An open floor plan featuring leather sofas, chairs, cafe tables and large central work consoles, within a high-end retail development in California’s Silicon Valley, may sound like an Apple store or coffee shop.

But this no-cubicle floor plan is Intero Real Estate Services Inc.’s new office model, dubbed Andare. The concept is simple: a smaller, technology-rich office to better meet the needs of today’s mobile real estate agents.

Editor’s note: This month, Inman News is focusing coverage on ways to rethink the traditional real estate office using technology and other efficiencies. This article profiles "Andare," a new office concept created by Intero Real Estate Services Inc.

By ERIK PISOR

An open floor plan featuring leather sofas, chairs, cafe tables and large central work consoles, within a high-end retail development in California’s Silicon Valley, may sound like an Apple store or coffee shop.

But this no-cubicle floor plan is Intero Real Estate Services Inc.’s new office model, dubbed Andare. The concept is simple: a smaller, technology-rich office to better meet the needs of today’s mobile real estate agents.

"Agents aren’t spending as much time at their desks as they were 10 years ago," said Gino Blefari, president and CEO of Intero. "They don’t need cubicles. They need an attractive space with a few secluded areas where they can go to meet with clients and have access to technology."

Intero opened its flagship Andare office during early 2007 in a popular, high-end retail development known as Santana Row in San Jose, Calif.

The office features three small communal areas, complete with sofas and chairs, two private offices and a conference room with floor-to-ceiling glass walls.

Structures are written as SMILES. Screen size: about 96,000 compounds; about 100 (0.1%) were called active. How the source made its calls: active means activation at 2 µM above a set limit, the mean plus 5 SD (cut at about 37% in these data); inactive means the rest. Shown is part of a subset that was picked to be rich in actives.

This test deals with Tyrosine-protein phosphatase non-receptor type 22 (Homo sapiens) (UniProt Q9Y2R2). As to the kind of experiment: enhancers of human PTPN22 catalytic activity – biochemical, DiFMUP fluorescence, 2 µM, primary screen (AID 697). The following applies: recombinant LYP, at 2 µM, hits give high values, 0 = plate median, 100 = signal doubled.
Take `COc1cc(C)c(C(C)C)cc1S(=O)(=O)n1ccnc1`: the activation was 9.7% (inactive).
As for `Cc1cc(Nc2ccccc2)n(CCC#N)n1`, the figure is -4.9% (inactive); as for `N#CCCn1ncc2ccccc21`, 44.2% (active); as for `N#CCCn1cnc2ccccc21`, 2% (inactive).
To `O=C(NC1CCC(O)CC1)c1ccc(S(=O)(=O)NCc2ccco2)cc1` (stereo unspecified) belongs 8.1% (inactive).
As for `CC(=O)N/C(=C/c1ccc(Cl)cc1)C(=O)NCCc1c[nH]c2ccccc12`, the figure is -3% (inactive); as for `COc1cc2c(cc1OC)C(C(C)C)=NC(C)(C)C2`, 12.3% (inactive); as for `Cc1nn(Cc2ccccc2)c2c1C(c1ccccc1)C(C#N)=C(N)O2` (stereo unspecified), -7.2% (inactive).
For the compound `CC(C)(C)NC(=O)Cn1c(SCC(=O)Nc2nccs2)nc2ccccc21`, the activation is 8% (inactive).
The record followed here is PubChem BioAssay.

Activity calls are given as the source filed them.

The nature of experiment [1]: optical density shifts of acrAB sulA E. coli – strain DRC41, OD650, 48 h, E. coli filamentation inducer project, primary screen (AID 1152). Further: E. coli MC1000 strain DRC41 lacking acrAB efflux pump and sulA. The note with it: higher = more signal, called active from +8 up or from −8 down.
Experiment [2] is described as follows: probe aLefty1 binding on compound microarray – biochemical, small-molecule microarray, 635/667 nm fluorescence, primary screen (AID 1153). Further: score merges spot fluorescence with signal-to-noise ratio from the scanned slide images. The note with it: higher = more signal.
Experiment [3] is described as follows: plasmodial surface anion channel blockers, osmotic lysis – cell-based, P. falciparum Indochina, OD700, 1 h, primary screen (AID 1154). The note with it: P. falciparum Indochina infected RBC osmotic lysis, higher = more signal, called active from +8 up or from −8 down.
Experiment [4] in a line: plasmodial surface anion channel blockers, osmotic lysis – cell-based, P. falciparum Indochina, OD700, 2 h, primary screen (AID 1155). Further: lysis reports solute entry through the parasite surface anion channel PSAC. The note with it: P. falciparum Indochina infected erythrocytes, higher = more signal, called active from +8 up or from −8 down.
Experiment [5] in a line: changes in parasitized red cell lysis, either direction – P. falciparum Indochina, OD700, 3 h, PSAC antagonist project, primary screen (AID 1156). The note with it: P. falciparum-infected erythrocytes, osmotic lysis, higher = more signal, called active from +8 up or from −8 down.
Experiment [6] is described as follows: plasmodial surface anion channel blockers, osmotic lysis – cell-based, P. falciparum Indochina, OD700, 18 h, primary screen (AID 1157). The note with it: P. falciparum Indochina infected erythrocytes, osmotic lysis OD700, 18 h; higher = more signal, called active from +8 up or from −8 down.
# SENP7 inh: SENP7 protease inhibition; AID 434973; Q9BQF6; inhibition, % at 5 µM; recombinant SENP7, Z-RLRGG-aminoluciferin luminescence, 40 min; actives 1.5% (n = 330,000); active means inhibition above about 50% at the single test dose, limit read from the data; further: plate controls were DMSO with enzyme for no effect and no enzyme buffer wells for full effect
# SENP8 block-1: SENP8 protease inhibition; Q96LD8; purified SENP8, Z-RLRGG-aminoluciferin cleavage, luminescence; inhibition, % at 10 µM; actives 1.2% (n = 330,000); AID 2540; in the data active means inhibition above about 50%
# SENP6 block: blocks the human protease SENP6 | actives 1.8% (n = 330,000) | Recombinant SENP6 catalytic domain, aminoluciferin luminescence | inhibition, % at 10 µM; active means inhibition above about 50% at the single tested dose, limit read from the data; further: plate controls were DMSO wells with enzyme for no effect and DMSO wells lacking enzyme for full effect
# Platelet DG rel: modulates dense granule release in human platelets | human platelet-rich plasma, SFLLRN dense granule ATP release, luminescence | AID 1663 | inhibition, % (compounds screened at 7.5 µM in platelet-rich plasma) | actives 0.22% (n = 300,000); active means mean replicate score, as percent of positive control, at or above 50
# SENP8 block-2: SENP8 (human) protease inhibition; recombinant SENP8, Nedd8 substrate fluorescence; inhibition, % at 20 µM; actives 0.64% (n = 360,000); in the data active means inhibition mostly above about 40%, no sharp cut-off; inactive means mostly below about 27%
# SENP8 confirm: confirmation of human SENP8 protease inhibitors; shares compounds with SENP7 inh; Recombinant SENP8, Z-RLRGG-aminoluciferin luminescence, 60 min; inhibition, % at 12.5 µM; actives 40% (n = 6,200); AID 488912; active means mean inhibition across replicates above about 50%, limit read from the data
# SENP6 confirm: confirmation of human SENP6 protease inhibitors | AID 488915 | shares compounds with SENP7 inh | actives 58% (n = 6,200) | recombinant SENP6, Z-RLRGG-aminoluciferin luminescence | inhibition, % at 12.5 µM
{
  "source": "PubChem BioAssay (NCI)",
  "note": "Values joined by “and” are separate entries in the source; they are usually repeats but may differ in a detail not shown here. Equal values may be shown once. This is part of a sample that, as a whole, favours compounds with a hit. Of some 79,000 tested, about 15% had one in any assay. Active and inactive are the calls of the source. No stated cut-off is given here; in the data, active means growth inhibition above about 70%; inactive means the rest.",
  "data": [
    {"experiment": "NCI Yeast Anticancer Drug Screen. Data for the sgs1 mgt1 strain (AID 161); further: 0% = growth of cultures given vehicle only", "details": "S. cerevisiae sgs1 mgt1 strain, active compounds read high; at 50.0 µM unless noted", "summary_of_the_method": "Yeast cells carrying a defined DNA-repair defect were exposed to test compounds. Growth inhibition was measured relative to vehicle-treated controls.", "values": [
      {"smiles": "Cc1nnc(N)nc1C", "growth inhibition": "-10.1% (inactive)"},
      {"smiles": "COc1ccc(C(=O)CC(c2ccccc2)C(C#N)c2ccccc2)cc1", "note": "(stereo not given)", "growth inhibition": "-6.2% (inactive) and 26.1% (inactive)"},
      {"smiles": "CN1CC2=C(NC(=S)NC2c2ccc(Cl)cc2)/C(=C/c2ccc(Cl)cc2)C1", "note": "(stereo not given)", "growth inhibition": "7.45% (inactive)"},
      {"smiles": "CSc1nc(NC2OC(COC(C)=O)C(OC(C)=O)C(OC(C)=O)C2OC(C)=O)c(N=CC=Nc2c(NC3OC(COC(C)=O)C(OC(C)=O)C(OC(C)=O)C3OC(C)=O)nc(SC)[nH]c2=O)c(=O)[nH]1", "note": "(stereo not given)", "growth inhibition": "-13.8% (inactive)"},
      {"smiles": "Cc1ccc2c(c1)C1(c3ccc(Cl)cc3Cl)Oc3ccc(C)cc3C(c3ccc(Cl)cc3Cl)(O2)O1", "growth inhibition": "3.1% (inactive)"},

"It’s not a typical real estate office environment. Everyone works out in the open," said Robert Whatley, a first-time homebuyer working with an agent from the Santana Row office. "You (a buyer) have a major decision you’re making and you’re already nervous. You don’t want to walk into something that feels like a prison or hospital."

The Andare office model is designed for 1,000-3,000-square-foot office spaces — significantly smaller than Intero’s traditional offices, which range from 7,000 -11,000 square feet.

"Clients love it. Some agents like it and some don’t," Blefari said, explaining that some of the older, more seasoned agents prefer the traditional real estate office setup.

Aside from square footage and design, another component of the Andare office model is its technology, including tablet PCs, keyless entry, Internet-based voice communications, plasma televisions, and a high speed wireless Internet network.

The office also uses Web-based transaction management software that gives agents the ability to manage entire client files online and eliminates the need for paper and storage, Blefari said.

Clients can input electronic signatures on PDF documents, and Intero stores the files securely online.

"This setup is great for me because I have access to the best technology and the space fits my work habits," said Gerald Askew, an Intero agent at the Santana Row office. "I go to the office as needed to access the network, meet with my team and finalize deals."

Since establishing its first Andare office, Intero has opened additional Andare offices in other California cities, including Carmel, San Jose, Menlo Park, Santa Cruz and Truckee.

The company now has more than 135 agents working in the six Andare offices, which are all located within higher-end retail developments.

"This (the Andare office model) is the only way we’ll open up another office," Blefari said.

In late August 2008, Intero announced it would offer the Intero Andare office to Intero franchisees nationwide. The company has more than 2,000 agents in 53 offices serving California, Arizona, Colorado, Florida, Hawaii, Nevada, Texas and Mexico.

"We launched our Intero franchise in the middle of the housing slump (early 2008) and needed to keep our startup costs as low as possible," said Joel Valencia, an owner of an Intero Andare office. "This design allowed us to do that, and we were able to reach profitability very quickly."

The smaller design footprint of the Andare offices means it’s approximately 70 percent less expensive to build than Intero’s larger offices.

Also, the smaller footprint equates to fewer construction materials and waste, and less energy consumption and overhead in maintaining the office.

Erik Pisor is a freelance writer in California.

 

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